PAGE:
Boy did those trailers do this movie no justice. Scary Stories to Tell in the Dark adapts Alvin Schwartz’s books, famously and horrifically illustrated by Stephen Gammell, into a story about the power of stories, particularly how folklore is often wielded against women. Set in 1968, Scary Stories follows Stella (Zoe Margaret Colletti) and her friends as they are haunted by a book belonging to the local legend, the ghost of Sarah Bellows. Believed to be a witch who poisoned children, Sarah Bellows haunts Stella’s little town as a piece of local lore, and then she literally starts haunting the town when Stella whispers, “Tell me a story,” and takes Sarah Bellows’s book, written in blood, in which appear Schwartz’s famous renderings of folklore and urban legend.
The story begins on Halloween, and takes place through the first week of November—election week. The news is constantly on in the background, updating citizens on Vietnam and Nixon’s election campaign. As Stella’s friends begin disappearing one by one, she is plagued by current events, a low-level hum to her ghost-driven terror. But it’s not just background noise, there is a connection between Sarah Bellows’s reign of terror and the political climate of the Vietnam era: Corrupt, greedy men are the real monsters of Scary Stories. At every turn, Scary Stories confronts us with the kind of every day horrors to which we are accustomed, particularly those of greedy men. And it’s hard not to think about the context of young men disappearing in town while one of the main characters has been drafted into the Vietnam war, and is certain he is going to his death. Death is inescapable—even if you survive Sarah Bellows, the war is waiting to swallow you.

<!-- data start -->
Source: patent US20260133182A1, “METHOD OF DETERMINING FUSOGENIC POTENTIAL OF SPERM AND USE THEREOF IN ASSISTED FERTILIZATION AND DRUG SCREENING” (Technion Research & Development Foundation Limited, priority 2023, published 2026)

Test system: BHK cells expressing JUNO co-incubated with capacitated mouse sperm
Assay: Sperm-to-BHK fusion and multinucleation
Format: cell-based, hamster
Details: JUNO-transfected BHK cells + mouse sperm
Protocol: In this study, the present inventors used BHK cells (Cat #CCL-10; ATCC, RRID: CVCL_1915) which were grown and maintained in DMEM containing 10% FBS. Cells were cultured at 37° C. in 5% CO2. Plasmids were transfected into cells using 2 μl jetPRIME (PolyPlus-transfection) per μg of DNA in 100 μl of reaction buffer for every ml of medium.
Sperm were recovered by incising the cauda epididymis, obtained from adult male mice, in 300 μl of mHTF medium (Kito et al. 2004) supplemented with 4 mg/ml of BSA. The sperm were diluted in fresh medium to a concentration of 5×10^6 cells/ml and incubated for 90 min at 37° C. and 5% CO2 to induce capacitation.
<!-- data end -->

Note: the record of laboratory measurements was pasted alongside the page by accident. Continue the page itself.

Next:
But Scary Stories is not content to just draw parallels between metaphysical horror and the explicit horror of war, it also points an arrow toward the way that folklore often punishes women, and how that echoes the suffering women throughout history. “Stories hurt, stories heal,” Stella recites, acknowledging the power of words to both destroy and resuscitate. Scary Stories is deeply interested in the damage words can do, in a way that suggests everyone involved is aware of the deep emotional scars these books left on a generation (no? Just me?), and that they’re also aware of how folklore is so often wielded against women. What is a witch, after all, but a woman who doesn’t conform?
Scary Stories is so interested in words and witches, in fact, that the infamous Harold is almost an afterthought. Oh he’s scary, with his eyeless face, but here is played as a mere appetizer for the story of Sarah Bellows, which is the centerpiece of the film and the thematic glue holding it all together. She is a witch, a misfit, a victim, a monster. A story was used against her, and so now she uses stories against anyone who invokes her name. Stories are the key to everything, they define Sarah Bellows and Stella, and they’re the only shot anyone has at survival. Stories matter, too, in the real-world context. We see both sides of the Vietnam story, from its heroic fiction to its stark truth. It echoes the tale of Sarah Bellows: who benefits from the fiction, who gains from the truth?
Produced and co-written by Guillermo del Toro, cinema’s most sensitive monster-lover, and directed by André Øvredal (The Autopsy of Jane Doe), it’s not so surprising Scary Stories turns out to have this unusual sensitivity for a teen horror flick. The monsters of Stephen Gammell’s illustrations are lovingly recreated—although with slightly too much CGI, which lessens their effectiveness—and the jump scares are carefully crafted for maximum impact. One sequence is built on unbearably sustained tension and practical effects and it is by far the most successful scare in the film. Scary Stories is aimed at teens, so adult horror aficionados might look down on it for its simplicity, but Scary Stories seeks to do for kids now what the books did for kids then: introduce them to horror and hopefully spawn a new generation of fans. With Sarah Bellows and her cadre of monsters, it should do just that.